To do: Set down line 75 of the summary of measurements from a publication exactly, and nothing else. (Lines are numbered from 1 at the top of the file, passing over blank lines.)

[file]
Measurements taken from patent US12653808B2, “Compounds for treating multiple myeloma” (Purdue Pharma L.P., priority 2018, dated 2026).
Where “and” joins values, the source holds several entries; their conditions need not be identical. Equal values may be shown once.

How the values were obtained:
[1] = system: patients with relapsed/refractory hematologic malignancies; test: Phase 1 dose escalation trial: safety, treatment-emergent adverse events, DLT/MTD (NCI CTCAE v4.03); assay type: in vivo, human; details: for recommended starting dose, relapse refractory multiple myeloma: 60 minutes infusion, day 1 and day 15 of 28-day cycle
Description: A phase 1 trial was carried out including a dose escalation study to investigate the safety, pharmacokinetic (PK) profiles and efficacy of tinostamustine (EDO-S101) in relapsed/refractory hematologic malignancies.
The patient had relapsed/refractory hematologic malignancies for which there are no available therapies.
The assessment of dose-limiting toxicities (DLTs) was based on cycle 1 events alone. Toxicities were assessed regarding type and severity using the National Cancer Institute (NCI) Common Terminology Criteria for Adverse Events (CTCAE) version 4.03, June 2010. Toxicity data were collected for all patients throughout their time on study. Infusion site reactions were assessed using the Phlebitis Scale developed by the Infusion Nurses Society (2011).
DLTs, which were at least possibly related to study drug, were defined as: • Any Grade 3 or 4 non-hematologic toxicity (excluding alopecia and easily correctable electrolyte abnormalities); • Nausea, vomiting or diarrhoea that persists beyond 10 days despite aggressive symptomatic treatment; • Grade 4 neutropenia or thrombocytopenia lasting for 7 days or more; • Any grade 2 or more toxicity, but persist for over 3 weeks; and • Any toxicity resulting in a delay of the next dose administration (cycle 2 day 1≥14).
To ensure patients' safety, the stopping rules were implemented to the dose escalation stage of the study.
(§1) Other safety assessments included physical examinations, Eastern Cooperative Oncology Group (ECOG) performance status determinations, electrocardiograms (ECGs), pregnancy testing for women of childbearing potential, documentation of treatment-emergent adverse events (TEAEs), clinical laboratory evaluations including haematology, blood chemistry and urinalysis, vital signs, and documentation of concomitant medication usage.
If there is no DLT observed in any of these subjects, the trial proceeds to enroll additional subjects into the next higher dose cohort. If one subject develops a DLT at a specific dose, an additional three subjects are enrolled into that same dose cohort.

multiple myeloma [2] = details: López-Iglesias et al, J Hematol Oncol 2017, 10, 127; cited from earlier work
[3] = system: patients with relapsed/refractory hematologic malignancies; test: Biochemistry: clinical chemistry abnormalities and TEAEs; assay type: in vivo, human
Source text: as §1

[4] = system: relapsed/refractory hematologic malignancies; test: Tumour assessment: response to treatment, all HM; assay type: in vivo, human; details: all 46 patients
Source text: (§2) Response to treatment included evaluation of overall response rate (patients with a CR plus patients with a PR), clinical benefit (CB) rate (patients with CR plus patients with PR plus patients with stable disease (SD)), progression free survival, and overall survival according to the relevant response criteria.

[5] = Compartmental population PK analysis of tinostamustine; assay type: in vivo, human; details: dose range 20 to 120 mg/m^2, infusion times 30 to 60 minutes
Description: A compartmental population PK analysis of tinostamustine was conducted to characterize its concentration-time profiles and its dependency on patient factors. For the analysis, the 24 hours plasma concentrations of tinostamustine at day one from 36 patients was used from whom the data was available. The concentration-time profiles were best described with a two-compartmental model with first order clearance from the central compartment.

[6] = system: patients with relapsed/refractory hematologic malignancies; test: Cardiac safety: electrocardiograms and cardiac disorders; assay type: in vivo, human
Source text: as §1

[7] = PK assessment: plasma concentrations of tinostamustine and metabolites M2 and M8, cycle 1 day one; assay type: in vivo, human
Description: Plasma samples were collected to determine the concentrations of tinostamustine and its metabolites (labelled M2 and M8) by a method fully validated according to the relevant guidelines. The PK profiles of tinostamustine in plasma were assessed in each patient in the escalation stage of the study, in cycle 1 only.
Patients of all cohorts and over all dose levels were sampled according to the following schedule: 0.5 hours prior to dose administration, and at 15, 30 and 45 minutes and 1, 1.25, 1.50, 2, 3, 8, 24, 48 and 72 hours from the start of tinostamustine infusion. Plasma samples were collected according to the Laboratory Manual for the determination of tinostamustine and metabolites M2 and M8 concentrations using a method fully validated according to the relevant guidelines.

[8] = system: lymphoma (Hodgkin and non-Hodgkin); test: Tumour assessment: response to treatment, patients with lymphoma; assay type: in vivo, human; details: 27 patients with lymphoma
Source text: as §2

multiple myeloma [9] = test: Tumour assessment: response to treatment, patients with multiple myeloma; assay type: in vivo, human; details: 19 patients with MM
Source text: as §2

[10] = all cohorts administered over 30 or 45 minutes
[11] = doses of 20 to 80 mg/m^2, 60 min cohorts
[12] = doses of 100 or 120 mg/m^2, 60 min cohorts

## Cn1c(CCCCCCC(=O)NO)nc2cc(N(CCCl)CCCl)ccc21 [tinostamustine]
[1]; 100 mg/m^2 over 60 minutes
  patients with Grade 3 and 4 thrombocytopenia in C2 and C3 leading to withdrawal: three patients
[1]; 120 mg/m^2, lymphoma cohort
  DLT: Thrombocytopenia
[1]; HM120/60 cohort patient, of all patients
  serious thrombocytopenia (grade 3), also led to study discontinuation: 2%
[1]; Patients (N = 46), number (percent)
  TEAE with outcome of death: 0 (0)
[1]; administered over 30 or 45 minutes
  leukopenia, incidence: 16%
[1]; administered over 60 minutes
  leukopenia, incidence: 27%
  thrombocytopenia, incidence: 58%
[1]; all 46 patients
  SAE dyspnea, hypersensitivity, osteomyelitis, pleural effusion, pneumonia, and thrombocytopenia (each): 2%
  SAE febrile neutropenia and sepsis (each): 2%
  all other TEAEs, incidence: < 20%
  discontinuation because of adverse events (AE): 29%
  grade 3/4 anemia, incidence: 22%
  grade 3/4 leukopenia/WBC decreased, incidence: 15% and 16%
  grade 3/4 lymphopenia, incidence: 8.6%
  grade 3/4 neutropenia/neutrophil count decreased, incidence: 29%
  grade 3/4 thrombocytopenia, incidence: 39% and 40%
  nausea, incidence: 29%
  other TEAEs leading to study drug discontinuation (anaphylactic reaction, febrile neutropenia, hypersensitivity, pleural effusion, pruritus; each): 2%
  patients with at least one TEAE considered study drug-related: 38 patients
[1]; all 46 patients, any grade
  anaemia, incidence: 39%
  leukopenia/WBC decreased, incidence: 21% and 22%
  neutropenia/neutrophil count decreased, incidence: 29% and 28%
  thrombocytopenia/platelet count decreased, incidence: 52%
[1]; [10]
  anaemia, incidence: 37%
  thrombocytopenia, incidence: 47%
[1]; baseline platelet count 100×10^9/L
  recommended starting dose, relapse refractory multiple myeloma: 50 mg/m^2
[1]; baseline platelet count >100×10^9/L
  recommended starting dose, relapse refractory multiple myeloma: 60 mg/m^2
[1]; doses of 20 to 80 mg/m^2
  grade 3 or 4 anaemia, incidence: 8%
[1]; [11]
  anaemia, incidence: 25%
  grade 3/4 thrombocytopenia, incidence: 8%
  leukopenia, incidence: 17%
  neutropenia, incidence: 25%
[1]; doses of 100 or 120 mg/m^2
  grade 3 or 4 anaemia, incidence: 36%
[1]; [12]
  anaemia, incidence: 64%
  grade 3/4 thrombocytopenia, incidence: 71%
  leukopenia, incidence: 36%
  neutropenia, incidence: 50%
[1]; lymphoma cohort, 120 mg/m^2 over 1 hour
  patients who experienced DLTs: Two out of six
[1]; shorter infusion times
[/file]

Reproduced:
  leukopenia, incidence: 17%